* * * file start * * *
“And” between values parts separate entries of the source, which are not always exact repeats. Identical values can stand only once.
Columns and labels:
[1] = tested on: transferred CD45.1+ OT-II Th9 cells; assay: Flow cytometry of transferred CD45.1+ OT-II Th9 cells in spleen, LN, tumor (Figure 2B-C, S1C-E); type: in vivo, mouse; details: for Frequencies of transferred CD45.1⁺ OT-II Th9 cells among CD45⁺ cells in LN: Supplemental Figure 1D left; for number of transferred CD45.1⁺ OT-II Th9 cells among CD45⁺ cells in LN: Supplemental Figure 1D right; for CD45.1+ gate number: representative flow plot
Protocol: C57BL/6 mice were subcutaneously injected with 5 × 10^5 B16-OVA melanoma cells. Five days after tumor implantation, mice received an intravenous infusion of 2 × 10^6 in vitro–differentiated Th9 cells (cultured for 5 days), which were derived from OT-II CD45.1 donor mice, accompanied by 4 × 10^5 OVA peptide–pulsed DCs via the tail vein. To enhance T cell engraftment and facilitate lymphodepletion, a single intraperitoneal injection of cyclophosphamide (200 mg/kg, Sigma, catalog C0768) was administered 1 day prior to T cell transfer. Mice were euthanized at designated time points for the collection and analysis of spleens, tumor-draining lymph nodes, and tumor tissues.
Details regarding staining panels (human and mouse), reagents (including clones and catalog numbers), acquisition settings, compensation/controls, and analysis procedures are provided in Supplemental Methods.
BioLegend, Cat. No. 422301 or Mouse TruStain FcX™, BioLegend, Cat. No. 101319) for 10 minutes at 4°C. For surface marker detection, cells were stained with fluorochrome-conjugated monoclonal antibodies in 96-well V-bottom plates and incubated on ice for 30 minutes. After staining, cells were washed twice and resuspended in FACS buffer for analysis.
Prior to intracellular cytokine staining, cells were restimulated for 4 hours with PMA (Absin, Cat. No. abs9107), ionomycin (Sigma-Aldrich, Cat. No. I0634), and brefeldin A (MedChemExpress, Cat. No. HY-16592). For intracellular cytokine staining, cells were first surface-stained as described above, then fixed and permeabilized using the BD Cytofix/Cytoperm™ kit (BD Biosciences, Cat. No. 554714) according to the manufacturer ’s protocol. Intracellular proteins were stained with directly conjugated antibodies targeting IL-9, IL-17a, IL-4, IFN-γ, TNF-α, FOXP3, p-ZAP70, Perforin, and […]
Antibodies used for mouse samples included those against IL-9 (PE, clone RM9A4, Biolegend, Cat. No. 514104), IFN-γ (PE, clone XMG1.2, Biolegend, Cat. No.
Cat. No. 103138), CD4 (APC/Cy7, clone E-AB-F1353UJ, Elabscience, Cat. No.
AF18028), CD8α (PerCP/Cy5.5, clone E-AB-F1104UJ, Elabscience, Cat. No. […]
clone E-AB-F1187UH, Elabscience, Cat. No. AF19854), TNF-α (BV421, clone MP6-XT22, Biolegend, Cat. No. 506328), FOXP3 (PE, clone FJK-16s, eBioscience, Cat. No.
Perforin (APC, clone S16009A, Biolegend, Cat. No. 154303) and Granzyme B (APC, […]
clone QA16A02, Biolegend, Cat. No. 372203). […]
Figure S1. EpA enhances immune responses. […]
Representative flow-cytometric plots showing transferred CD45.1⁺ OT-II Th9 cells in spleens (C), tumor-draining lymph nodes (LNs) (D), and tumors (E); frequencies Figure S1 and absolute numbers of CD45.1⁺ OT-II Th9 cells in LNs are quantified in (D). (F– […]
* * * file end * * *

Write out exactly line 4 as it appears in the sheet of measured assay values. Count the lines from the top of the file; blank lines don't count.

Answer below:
Protocol: C57BL/6 mice were subcutaneously injected with 5 × 10^5 B16-OVA melanoma cells. Five days after tumor implantation, mice received an intravenous infusion of 2 × 10^6 in vitro–differentiated Th9 cells (cultured for 5 days), which were derived from OT-II CD45.1 donor mice, accompanied by 4 × 10^5 OVA peptide–pulsed DCs via the tail vein. To enhance T cell engraftment and facilitate lymphodepletion, a single intraperitoneal injection of cyclophosphamide (200 mg/kg, Sigma, catalog C0768) was administered 1 day prior to T cell transfer. Mice were euthanized at designated time points for the collection and analysis of spleens, tumor-draining lymph nodes, and tumor tissues.